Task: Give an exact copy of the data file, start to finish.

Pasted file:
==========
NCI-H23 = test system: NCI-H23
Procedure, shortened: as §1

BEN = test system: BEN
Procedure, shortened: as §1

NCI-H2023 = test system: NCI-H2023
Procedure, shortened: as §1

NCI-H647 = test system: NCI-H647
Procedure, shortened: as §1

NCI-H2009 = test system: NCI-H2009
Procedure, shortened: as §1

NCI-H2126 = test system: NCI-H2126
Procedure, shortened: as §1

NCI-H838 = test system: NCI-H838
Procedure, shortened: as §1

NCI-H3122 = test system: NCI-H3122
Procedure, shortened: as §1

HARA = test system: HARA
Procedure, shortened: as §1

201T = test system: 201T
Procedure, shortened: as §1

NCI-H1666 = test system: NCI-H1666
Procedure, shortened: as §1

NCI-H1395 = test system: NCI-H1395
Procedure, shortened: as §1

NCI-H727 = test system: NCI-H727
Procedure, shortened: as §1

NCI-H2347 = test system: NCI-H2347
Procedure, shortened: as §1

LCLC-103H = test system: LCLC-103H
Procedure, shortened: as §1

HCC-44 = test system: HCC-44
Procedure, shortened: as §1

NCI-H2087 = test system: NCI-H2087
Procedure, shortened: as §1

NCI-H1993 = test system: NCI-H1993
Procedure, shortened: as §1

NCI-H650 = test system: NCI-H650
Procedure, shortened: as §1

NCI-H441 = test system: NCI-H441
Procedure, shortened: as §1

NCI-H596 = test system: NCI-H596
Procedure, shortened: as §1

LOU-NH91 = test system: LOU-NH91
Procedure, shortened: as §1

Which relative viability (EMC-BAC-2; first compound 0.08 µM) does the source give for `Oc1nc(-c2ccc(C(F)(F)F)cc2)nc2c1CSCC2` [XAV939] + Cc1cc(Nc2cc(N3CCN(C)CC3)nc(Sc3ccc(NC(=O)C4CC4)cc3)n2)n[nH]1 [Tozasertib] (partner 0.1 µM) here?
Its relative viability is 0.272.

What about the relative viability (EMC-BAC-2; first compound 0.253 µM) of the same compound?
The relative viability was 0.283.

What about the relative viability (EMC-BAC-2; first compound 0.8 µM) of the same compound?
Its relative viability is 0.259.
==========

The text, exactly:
NCI-H23 = test system: NCI-H23
Procedure, shortened: as §1

BEN = test system: BEN
Procedure, shortened: as §1

NCI-H2023 = test system: NCI-H2023
Procedure, shortened: as §1

NCI-H647 = test system: NCI-H647
Procedure, shortened: as §1

NCI-H2009 = test system: NCI-H2009
Procedure, shortened: as §1

NCI-H2126 = test system: NCI-H2126
Procedure, shortened: as §1

NCI-H838 = test system: NCI-H838
Procedure, shortened: as §1

NCI-H3122 = test system: NCI-H3122
Procedure, shortened: as §1

HARA = test system: HARA
Procedure, shortened: as §1

201T = test system: 201T
Procedure, shortened: as §1

NCI-H1666 = test system: NCI-H1666
Procedure, shortened: as §1

NCI-H1395 = test system: NCI-H1395
Procedure, shortened: as §1

NCI-H727 = test system: NCI-H727
Procedure, shortened: as §1

NCI-H2347 = test system: NCI-H2347
Procedure, shortened: as §1

LCLC-103H = test system: LCLC-103H
Procedure, shortened: as §1

HCC-44 = test system: HCC-44
Procedure, shortened: as §1

NCI-H2087 = test system: NCI-H2087
Procedure, shortened: as §1

NCI-H1993 = test system: NCI-H1993
Procedure, shortened: as §1

NCI-H650 = test system: NCI-H650
Procedure, shortened: as §1

NCI-H441 = test system: NCI-H441
Procedure, shortened: as §1

NCI-H596 = test system: NCI-H596
Procedure, shortened: as §1

LOU-NH91 = test system: LOU-NH91
Procedure, shortened: as §1

Which relative viability (EMC-BAC-2; first compound 0.08 µM) does the source give for `Oc1nc(-c2ccc(C(F)(F)F)cc2)nc2c1CSCC2` [XAV939] + Cc1cc(Nc2cc(N3CCN(C)CC3)nc(Sc3ccc(NC(=O)C4CC4)cc3)n2)n[nH]1 [Tozasertib] (partner 0.1 µM) here?
Its relative viability is 0.272.

What about the relative viability (EMC-BAC-2; first compound 0.253 µM) of the same compound?
The relative viability was 0.283.

What about the relative viability (EMC-BAC-2; first compound 0.8 µM) of the same compound?
Its relative viability is 0.259.